A survey course focusing on the theory and practice of private insurance and its economic and social significance. Major types of insurance are examined: life, health, automotive, homeowners, and liability. Various forms of risk management, characteristics of insurance contracts, government regulatory characteristics, and institutional structures are studied.

FINC 4310. Professional Financial Planning. 3 Credit Hours (Lecture: 3 Hours, Lab: 0 Hours).

Applies basic financial and economic models to council individuals, families, and business to achieve financial goals. Topics include the CFP™ code of ethics, fiduciary standards, needs analysis, credit management, retirement savings, income planning and the psychology of financial planning. Prerequisite: FINC 3301.

FINC 4380. Financial Planning Capstone. 3 Credit Hours (Lecture: 3 Hours, Lab: 0 Hours).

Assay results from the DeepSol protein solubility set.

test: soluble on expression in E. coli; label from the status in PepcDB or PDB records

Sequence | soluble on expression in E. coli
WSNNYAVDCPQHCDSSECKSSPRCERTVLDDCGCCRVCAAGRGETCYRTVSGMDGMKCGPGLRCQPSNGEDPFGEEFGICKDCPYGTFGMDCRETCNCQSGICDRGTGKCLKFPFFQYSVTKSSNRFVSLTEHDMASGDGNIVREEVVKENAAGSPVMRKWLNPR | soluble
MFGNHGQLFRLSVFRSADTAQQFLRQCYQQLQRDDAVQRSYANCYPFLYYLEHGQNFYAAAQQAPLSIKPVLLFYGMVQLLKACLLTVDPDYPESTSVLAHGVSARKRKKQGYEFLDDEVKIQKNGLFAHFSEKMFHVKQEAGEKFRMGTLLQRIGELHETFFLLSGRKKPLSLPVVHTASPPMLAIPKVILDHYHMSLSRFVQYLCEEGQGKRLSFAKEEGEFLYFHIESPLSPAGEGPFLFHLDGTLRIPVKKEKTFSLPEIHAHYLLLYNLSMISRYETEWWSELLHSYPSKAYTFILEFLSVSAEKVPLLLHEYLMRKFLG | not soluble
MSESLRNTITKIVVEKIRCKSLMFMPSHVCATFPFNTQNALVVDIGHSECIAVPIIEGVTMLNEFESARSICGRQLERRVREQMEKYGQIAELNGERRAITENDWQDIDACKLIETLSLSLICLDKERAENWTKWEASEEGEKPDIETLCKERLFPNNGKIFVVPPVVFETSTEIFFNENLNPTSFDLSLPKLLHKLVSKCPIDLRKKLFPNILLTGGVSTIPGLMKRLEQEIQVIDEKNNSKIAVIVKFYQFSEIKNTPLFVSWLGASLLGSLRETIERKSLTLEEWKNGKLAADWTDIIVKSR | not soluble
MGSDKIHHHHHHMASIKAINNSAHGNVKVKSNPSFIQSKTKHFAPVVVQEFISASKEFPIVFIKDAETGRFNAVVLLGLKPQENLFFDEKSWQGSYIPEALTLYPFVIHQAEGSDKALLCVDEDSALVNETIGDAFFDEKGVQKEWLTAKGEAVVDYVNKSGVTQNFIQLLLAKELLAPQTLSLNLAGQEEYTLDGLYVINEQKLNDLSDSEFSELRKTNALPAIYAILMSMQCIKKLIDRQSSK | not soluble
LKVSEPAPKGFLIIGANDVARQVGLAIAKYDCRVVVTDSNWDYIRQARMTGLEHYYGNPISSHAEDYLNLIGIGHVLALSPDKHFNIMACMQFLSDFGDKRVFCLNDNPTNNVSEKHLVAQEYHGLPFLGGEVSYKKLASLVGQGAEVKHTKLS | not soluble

Application of financial planning tools and process. Course includes the analysis of financial statements, presentations, case analysis and professional fiduciary conduct. This course is required in order to be eligible for the CFP™. Prerequisite: 12 hours of FINC classes or department head approval.

FINC 4385. Seminar in Finance. 3 Credit Hours (Lecture: 3 Hours, Lab: 0 Hours).

A study of selected topics dealing with problems or unique needs of Finance. May be repeated for credit as topics vary. Prerequisite: Approval from department head.

Human Resource Management Courses

Logistics and Supply Chain Management Courses

Management Courses